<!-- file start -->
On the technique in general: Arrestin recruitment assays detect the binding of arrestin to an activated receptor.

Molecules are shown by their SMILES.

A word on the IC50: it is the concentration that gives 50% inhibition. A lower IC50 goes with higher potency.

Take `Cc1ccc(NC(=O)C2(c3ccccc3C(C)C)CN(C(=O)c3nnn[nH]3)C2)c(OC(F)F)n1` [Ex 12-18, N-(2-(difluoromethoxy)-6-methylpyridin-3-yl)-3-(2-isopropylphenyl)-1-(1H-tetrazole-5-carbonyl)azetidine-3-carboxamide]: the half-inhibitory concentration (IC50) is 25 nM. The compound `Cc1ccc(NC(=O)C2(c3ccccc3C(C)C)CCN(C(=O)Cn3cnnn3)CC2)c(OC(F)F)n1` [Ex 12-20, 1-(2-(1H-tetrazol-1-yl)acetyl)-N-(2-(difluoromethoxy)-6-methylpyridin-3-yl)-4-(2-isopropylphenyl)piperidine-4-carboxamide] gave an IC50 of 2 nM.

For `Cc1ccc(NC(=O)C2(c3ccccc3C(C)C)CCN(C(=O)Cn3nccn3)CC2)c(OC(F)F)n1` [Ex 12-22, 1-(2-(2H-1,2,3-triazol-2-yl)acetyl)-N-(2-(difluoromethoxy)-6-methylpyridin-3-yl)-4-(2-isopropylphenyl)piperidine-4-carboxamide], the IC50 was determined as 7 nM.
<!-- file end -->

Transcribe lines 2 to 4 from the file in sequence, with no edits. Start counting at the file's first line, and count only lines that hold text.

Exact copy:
Molecules are shown by their SMILES.

A word on the IC50: it is the concentration that gives 50% inhibition. A lower IC50 goes with higher potency.

Take `Cc1ccc(NC(=O)C2(c3ccccc3C(C)C)CN(C(=O)c3nnn[nH]3)C2)c(OC(F)F)n1` [Ex 12-18, N-(2-(difluoromethoxy)-6-methylpyridin-3-yl)-3-(2-isopropylphenyl)-1-(1H-tetrazole-5-carbonyl)azetidine-3-carboxamide]: the half-inhibitory concentration (IC50) is 25 nM. The compound `Cc1ccc(NC(=O)C2(c3ccccc3C(C)C)CCN(C(=O)Cn3cnnn3)CC2)c(OC(F)F)n1` [Ex 12-20, 1-(2-(1H-tetrazol-1-yl)acetyl)-N-(2-(difluoromethoxy)-6-methylpyridin-3-yl)-4-(2-isopropylphenyl)piperidine-4-carboxamide] gave an IC50 of 2 nM.